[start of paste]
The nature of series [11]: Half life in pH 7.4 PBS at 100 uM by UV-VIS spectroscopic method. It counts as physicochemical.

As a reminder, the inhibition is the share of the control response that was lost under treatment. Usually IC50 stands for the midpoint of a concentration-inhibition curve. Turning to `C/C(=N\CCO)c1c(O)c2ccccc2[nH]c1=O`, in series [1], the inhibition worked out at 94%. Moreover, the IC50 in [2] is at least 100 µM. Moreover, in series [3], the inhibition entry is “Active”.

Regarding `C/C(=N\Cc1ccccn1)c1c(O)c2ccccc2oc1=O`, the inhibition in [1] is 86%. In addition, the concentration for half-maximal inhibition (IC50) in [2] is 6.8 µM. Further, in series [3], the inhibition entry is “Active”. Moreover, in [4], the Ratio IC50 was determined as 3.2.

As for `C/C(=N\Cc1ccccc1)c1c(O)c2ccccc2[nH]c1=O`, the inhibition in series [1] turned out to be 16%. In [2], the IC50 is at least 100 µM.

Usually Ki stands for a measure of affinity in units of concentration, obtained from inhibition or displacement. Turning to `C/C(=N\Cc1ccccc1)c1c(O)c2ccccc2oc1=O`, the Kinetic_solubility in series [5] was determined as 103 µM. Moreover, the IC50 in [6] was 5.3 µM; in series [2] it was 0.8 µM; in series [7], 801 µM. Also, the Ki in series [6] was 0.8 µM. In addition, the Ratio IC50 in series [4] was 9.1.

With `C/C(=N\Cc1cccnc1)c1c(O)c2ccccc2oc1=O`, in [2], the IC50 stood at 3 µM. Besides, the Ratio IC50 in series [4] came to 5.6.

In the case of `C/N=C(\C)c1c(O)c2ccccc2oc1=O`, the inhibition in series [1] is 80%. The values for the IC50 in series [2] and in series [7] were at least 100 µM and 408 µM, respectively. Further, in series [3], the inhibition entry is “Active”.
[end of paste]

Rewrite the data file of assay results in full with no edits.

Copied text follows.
The nature of series [11]: Half life in pH 7.4 PBS at 100 uM by UV-VIS spectroscopic method. It counts as physicochemical.

As a reminder, the inhibition is the share of the control response that was lost under treatment. Usually IC50 stands for the midpoint of a concentration-inhibition curve. Turning to `C/C(=N\CCO)c1c(O)c2ccccc2[nH]c1=O`, in series [1], the inhibition worked out at 94%. Moreover, the IC50 in [2] is at least 100 µM. Moreover, in series [3], the inhibition entry is “Active”.

Regarding `C/C(=N\Cc1ccccn1)c1c(O)c2ccccc2oc1=O`, the inhibition in [1] is 86%. In addition, the concentration for half-maximal inhibition (IC50) in [2] is 6.8 µM. Further, in series [3], the inhibition entry is “Active”. Moreover, in [4], the Ratio IC50 was determined as 3.2.

As for `C/C(=N\Cc1ccccc1)c1c(O)c2ccccc2[nH]c1=O`, the inhibition in series [1] turned out to be 16%. In [2], the IC50 is at least 100 µM.

Usually Ki stands for a measure of affinity in units of concentration, obtained from inhibition or displacement. Turning to `C/C(=N\Cc1ccccc1)c1c(O)c2ccccc2oc1=O`, the Kinetic_solubility in series [5] was determined as 103 µM. Moreover, the IC50 in [6] was 5.3 µM; in series [2] it was 0.8 µM; in series [7], 801 µM. Also, the Ki in series [6] was 0.8 µM. In addition, the Ratio IC50 in series [4] was 9.1.

With `C/C(=N\Cc1cccnc1)c1c(O)c2ccccc2oc1=O`, in [2], the IC50 stood at 3 µM. Besides, the Ratio IC50 in series [4] came to 5.6.

In the case of `C/N=C(\C)c1c(O)c2ccccc2oc1=O`, the inhibition in series [1] is 80%. The values for the IC50 in series [2] and in series [7] were at least 100 µM and 408 µM, respectively. Further, in series [3], the inhibition entry is “Active”.